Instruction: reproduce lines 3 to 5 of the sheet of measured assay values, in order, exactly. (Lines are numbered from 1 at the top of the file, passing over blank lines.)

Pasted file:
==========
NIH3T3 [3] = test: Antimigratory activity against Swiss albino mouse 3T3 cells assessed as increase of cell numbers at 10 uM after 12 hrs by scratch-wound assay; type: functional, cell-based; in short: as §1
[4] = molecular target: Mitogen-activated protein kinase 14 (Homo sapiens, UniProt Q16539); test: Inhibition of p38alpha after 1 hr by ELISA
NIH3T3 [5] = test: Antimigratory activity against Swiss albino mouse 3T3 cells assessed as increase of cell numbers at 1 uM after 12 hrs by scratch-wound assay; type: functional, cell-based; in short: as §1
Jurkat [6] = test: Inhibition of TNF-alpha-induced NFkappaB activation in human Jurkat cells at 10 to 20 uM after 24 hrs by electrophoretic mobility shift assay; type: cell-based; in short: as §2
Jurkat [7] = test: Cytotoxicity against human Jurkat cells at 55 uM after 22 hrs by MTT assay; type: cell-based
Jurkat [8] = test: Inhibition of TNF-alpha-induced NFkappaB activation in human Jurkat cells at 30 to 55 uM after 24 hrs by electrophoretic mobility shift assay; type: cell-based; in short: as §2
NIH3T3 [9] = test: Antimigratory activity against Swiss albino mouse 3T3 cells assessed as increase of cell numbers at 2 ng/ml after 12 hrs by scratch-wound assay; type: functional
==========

NIH3T3 [5] = test: Antimigratory activity against Swiss albino mouse 3T3 cells assessed as increase of cell numbers at 1 uM after 12 hrs by scratch-wound assay; type: functional, cell-based; in short: as §1
Jurkat [6] = test: Inhibition of TNF-alpha-induced NFkappaB activation in human Jurkat cells at 10 to 20 uM after 24 hrs by electrophoretic mobility shift assay; type: cell-based; in short: as §2
Jurkat [7] = test: Cytotoxicity against human Jurkat cells at 55 uM after 22 hrs by MTT assay; type: cell-based